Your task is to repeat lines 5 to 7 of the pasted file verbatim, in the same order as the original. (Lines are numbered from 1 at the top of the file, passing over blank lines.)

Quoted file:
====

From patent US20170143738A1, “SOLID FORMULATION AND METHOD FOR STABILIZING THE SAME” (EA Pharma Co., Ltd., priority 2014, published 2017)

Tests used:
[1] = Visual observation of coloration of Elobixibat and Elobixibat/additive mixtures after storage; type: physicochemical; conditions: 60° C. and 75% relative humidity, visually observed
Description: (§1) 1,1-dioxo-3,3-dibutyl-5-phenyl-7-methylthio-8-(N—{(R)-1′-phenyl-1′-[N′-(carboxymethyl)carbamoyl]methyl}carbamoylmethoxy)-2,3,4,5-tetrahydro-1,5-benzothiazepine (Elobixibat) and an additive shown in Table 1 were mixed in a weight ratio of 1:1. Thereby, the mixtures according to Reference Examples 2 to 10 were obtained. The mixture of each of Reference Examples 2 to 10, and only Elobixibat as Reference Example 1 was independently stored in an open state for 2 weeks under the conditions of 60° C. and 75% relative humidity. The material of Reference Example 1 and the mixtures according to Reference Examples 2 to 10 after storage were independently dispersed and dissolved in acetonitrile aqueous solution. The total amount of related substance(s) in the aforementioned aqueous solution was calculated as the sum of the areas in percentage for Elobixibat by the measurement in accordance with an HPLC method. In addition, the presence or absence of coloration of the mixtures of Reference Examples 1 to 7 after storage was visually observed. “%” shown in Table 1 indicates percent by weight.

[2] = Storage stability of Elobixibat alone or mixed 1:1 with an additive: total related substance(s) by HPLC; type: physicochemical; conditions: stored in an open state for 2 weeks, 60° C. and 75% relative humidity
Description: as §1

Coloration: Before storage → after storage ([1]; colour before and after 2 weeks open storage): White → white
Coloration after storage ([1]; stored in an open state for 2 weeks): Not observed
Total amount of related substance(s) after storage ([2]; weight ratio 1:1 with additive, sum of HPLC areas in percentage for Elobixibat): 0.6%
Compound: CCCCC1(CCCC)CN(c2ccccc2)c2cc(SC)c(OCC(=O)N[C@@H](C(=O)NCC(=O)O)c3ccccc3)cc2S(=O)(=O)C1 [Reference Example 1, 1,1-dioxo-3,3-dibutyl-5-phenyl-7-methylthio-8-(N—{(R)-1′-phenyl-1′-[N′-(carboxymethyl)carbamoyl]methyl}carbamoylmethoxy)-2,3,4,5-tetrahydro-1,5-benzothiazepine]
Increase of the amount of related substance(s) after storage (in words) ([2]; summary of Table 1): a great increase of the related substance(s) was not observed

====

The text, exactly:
[2] = Storage stability of Elobixibat alone or mixed 1:1 with an additive: total related substance(s) by HPLC; type: physicochemical; conditions: stored in an open state for 2 weeks, 60° C. and 75% relative humidity
Description: as §1

Coloration: Before storage → after storage ([1]; colour before and after 2 weeks open storage): White → white